I have a certain setup on my local Linux machine and I wonder how can I convert it to a web service platform.

What I have is:

  • Command line Perl application which periodically downloads certain data and saves it in text files.
  • Some Perl based data handling tools (command line as well).
  • Very basic web based interface which gives access to the command line tools to for easier access (in development).

What I want:

  • Make the command line tools run 24/7.
  • The web interface to be available through regular domain name.
  • I don't want it to run on my PC just because I'll have to keep it on all the time.

What I want to know:

  • Is what I need to accomplish the above is a cloud server? Initially I have considered to use my old GoDaddy account but it doesn't seem like it's possible to upload and run my own Perl scripts (and other stuff) there, just HTML pages.
  • I was looking at services like AWS(Amazon Web Services), where it is possible to create a virtual Linux/Windows machine and have full root access to it. If I set up my platform on this machine, will it be similar to having regular web server?
  • If I do want to use something like AWS to host my web interface there, how do I assign it a proper domain name so it won't be accessible only through IP?

I hope my question is clear enough. If not, please comment and I will edit.

2 Answers 2


What you want is a VPS, not a cloud. When you start having so much processing and people accessing your website, then you'd want a cloud. For what you describe, just a server where you can run processes on the net is enough.

VPSes are shared between many people so it can be really cheap. Some go as low as $4/mo.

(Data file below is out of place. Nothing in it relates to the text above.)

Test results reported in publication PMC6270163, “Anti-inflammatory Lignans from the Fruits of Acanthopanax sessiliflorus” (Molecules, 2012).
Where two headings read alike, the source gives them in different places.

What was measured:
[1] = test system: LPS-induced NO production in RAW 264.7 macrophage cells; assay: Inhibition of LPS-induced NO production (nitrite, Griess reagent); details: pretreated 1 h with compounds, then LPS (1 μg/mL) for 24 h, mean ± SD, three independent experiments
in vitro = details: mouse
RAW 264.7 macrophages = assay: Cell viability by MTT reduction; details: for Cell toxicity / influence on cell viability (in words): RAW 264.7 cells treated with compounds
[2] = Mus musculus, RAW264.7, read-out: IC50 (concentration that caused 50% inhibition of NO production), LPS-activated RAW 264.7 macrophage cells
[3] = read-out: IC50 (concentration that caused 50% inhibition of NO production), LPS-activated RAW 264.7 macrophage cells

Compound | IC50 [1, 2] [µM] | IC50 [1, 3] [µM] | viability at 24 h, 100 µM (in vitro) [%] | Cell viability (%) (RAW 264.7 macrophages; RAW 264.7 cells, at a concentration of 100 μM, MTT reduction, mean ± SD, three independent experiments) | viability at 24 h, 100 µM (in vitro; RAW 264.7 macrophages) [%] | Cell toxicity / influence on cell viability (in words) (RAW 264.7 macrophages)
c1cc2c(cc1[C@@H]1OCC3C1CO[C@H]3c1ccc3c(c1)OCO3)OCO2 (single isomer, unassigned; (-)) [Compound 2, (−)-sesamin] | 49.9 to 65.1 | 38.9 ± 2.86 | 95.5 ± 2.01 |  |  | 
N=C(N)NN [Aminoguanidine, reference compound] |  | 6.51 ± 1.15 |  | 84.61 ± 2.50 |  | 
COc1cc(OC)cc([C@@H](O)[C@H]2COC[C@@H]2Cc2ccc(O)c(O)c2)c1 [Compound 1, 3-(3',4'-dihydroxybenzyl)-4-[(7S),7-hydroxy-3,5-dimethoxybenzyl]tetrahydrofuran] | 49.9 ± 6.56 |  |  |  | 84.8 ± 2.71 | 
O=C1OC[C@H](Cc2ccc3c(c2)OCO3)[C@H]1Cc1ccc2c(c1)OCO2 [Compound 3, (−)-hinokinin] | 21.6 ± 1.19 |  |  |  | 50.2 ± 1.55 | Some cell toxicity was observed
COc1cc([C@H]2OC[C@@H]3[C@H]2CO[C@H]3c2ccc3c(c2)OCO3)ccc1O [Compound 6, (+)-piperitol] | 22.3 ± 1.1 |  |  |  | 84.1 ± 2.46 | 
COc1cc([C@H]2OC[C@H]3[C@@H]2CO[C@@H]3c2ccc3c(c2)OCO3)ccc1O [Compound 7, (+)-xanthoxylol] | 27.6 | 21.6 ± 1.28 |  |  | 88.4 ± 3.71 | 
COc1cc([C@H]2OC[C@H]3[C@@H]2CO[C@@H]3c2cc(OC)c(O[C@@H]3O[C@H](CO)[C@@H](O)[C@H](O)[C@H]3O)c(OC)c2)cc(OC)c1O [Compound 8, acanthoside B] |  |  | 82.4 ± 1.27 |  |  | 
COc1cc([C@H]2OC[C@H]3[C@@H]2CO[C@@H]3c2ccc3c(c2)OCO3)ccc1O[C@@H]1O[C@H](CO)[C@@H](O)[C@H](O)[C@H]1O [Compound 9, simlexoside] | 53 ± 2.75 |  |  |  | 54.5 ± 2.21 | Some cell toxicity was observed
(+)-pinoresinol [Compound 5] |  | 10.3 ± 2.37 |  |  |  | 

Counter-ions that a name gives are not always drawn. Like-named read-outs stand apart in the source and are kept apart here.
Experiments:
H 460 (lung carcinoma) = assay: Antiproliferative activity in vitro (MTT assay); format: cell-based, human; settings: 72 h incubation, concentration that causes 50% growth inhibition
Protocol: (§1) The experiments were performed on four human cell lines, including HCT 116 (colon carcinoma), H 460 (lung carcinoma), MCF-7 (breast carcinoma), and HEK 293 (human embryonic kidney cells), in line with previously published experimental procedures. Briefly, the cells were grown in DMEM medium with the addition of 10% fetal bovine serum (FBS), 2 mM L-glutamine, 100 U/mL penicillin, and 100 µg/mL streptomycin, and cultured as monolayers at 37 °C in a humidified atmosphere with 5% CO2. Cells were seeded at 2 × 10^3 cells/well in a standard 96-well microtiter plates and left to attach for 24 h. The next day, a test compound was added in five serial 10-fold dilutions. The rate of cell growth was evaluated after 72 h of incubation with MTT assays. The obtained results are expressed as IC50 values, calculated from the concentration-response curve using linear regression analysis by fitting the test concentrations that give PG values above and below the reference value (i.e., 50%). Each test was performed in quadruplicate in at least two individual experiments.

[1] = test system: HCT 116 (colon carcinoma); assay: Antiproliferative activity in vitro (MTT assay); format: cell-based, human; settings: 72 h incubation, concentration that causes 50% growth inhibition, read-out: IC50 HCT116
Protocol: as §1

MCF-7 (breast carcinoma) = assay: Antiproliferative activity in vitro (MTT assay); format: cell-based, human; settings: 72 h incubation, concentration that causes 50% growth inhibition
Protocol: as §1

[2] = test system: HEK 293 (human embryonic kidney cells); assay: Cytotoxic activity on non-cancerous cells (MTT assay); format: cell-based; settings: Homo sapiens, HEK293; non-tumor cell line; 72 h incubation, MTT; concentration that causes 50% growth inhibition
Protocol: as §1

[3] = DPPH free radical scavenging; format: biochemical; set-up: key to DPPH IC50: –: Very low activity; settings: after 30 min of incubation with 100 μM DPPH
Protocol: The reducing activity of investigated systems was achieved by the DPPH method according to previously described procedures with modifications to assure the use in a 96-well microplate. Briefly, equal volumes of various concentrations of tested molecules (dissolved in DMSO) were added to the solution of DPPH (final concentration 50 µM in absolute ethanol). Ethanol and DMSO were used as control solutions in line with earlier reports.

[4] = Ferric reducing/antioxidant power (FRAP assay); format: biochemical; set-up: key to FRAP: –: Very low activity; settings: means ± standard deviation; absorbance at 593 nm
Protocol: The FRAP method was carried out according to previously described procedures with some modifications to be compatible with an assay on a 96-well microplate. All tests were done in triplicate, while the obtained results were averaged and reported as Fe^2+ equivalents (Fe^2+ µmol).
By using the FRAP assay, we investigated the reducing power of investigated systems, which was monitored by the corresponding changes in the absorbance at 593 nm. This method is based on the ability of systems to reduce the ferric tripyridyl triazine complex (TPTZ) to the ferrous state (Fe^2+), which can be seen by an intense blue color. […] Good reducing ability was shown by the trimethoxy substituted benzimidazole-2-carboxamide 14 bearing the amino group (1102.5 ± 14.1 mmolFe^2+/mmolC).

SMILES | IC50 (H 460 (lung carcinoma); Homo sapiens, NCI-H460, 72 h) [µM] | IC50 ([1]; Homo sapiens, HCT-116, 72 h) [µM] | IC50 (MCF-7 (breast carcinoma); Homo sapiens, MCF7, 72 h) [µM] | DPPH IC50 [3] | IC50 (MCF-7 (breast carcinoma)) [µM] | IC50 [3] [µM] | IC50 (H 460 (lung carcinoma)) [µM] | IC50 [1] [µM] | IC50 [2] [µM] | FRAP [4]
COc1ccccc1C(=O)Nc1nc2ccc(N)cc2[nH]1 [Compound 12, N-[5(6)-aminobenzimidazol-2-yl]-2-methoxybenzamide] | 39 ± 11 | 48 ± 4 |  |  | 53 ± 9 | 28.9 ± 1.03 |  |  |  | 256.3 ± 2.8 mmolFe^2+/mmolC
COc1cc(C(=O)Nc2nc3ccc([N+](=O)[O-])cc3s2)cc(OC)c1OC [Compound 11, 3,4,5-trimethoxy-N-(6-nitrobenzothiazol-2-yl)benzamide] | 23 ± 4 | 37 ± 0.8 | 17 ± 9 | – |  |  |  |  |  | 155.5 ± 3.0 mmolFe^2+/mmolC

As for domain names, you'd have to purchase one, I like GoDaddy, but you have 1,000's of places where you can get your domain name. Also a place like GoDaddy would give you access to a server too. Just make sure to turn off the FTP access if you are to use that (anywhere!), that's totally not secure. Use SSH with a key.

Can you please emphasize? Why do you think it won't work as is?

Unless your process can be duplicated on each computer of a cloud and produce the output as expected, it is very likely that you'll need a source of data (a database, a Cassandra cluster, etc.) which you need to access dynamically. This source of data needs to be elastic as well because otherwise increasing the number of front end computers will generally be useless.

So... say you create a web page in perl, that perl script will need to appear on each cloud computer. That perl script needs data, it has to query a computer for said data. If that computer is the only one answering to all the front end web pages, you have not resolve the problem: 1 million hits per second on the backend will kill the backend.

So... now you have to duplicate the perl script + the data + keep the data in sync. on all the computers forming your cloud. That's not something you do overnight... You have to remember that a cloud is formed of distinct computers, not just additional processors, NICs, hard drives, etc. in one computer.

If you're interested about such things, the Cassandra website has interesting documentation in that regard.

  • Thank you for your answer. However I do want people to have access to this website as well as perform some data processing (using the web interface), so will the VPS be enough? Will I have command line access to the VPS?
    – Eugene S
    May 1, 2013 at 8:45
  • 1
    You have to shop around to find a VPS that does offer an SSH access... As for the number of people, if you foresee 1,000's per seconds, yes, you may want a cloud, but you need to program specifically for a cloud. What you're doing is not going to work as is in such an environment. A VPS will support a few connections every seconds all day long without a problem, especially if you don't run a database like MySQL. May 1, 2013 at 8:53
  • Thanks again. Can you please emphasize? Why do you think it won't work as is?
    – Eugene S
    May 1, 2013 at 8:56

The terms mean different things to different people, but generally speaking "cloud" hosting implies that there is an elastic component: machine instances that automatically provision and scale as load changes.

That's almost certainly overkill for what you want, which is just a plain-vanilla server in the sky you can run scripts on. There are literally thousands of web hosting companies that will offer you this, including GoDaddy - just look for one step beyond simple web-hosting: their VPS plan explicitly allows: "Admin access: Install and run virtually anything on the server."

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